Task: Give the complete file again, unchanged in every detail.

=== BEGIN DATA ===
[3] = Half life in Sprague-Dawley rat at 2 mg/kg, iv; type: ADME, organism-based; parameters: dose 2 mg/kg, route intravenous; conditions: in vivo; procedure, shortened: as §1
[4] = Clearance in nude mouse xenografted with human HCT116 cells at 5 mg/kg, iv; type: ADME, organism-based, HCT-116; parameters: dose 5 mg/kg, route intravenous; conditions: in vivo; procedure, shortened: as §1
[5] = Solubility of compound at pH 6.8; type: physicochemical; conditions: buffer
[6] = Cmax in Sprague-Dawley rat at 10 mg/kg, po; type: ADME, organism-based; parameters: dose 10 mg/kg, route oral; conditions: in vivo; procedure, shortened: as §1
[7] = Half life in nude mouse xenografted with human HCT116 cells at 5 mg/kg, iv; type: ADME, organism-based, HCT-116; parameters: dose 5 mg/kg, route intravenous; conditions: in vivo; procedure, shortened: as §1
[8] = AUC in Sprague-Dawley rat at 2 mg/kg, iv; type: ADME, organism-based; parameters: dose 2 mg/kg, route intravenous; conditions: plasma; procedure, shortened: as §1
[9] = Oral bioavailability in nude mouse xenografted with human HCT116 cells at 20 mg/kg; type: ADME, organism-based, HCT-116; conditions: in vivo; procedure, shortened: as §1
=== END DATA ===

[3] = Half life in Sprague-Dawley rat at 2 mg/kg, iv; type: ADME, organism-based; parameters: dose 2 mg/kg, route intravenous; conditions: in vivo; procedure, shortened: as §1
[4] = Clearance in nude mouse xenografted with human HCT116 cells at 5 mg/kg, iv; type: ADME, organism-based, HCT-116; parameters: dose 5 mg/kg, route intravenous; conditions: in vivo; procedure, shortened: as §1
[5] = Solubility of compound at pH 6.8; type: physicochemical; conditions: buffer
[6] = Cmax in Sprague-Dawley rat at 10 mg/kg, po; type: ADME, organism-based; parameters: dose 10 mg/kg, route oral; conditions: in vivo; procedure, shortened: as §1
[7] = Half life in nude mouse xenografted with human HCT116 cells at 5 mg/kg, iv; type: ADME, organism-based, HCT-116; parameters: dose 5 mg/kg, route intravenous; conditions: in vivo; procedure, shortened: as §1
[8] = AUC in Sprague-Dawley rat at 2 mg/kg, iv; type: ADME, organism-based; parameters: dose 2 mg/kg, route intravenous; conditions: plasma; procedure, shortened: as §1
[9] = Oral bioavailability in nude mouse xenografted with human HCT116 cells at 20 mg/kg; type: ADME, organism-based, HCT-116; conditions: in vivo; procedure, shortened: as §1